Which Joe gave his name to ‘sloppy joes’? We look at five interesting sandwiches and their lexical origins.
Taking the most optimistic view:‘what signs there are of recovery are patchy at best’
- ‘Yet the support of the people of York is at best equivocal and at worst non-existent.’
- ‘The first views her at best as a mad, talentless manipulator and at worst as a murderer.’
- ‘Some even say they are the heart of the problem and that their delivery is, at best, patchy.’
- ‘I thought about it for a while, tried to remember the events of the evening, it was patchy at best.’
- ‘All serious analysts of crime deride this as at best ignorant and at worst dishonest.’
- ‘It says allergies are increasingly common and can be at best inconvenient but at worst fatal.’
- ‘The problem with this is that the effect of the war in this respect would be marginal, at best.’
- ‘People who left the church were seen at best as misguided and not spiritual enough.’
- ‘This is arrogance at best, but worst of all, you're hurting a poor old man's feelings.’
- ‘An assessment that has since been revealed as naive at best and base deception at worst.’
- ‘There are areas of conventional science which are at best misguided and at worst fraudulent.’
- ‘He made a strategic error and was at best guilty of political naivety, at worst of incompetence.’
- ‘If you're a journalist for any period of time you get used to them and find them at best tedious and at worst laughable.’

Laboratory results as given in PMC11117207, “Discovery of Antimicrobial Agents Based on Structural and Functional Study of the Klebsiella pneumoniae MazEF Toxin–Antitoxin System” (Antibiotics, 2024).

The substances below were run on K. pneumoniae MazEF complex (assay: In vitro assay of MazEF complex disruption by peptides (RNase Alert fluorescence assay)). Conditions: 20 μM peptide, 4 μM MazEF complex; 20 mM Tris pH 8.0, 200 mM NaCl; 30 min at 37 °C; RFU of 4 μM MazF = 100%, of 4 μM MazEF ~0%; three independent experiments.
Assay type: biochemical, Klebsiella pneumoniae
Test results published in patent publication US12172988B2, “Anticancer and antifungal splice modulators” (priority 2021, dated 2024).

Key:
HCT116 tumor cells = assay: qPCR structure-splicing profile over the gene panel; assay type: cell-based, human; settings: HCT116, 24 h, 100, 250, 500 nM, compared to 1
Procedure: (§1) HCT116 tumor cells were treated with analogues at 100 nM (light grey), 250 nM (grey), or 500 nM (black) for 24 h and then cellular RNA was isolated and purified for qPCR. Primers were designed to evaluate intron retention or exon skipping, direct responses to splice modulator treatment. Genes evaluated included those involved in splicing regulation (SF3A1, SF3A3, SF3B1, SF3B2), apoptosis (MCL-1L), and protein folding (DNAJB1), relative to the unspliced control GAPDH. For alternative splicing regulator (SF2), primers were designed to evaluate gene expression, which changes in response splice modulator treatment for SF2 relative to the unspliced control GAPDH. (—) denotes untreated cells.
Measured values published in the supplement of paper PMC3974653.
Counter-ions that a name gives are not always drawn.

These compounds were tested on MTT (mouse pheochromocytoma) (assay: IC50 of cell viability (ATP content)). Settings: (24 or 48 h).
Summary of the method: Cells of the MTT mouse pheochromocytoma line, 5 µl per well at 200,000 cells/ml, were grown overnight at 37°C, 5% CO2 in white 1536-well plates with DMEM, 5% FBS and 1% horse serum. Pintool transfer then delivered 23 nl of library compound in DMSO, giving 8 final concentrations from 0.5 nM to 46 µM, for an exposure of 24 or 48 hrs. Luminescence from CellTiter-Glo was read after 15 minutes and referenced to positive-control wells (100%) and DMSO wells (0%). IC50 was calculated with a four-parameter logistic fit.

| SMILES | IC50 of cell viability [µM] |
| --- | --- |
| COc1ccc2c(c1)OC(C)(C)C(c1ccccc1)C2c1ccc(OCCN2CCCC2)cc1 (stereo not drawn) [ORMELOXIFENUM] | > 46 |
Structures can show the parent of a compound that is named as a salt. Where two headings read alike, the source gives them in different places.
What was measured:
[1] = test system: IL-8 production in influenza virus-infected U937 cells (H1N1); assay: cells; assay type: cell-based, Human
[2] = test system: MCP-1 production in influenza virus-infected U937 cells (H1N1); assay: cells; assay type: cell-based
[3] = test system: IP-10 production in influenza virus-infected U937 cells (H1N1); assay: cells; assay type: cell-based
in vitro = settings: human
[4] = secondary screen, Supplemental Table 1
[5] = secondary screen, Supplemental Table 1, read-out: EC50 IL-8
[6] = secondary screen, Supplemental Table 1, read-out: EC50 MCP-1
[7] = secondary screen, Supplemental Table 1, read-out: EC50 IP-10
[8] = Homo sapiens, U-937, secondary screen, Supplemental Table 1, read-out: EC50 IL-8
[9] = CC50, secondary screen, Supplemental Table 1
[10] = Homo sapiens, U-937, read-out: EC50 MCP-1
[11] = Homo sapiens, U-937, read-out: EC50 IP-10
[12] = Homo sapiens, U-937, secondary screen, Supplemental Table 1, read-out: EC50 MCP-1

- ‘At best it suggests there is a case for a proper study of such issues, perhaps a Panorama style investigation.’
- ‘It was extraordinarily modest and at best misleading as to the First Lady's world view.’
- ‘He said the problem was at best causing an obstruction and at worst could cause a serious accident.’
- ‘Britain's role in this affair has been at best ambiguous and at worst shameful.’
- ‘Pretty much everyone looked at them as fascist scum at worst and pompous throwbacks at best.’
- ‘So far those attempts have been at worst disastrous and at best meaningless.’
- ‘It's a fun idea but the disparity between tracks results in a patchy experience at best.’
We take a look at several popular, though confusing, punctuation marks.
From Afghanistan to Zimbabwe, discover surprising and intriguing language facts from around the globe.
The definitions of ‘buddy’ and ‘bro’ in the OED have recently been revised. We explore their history and increase in popularity.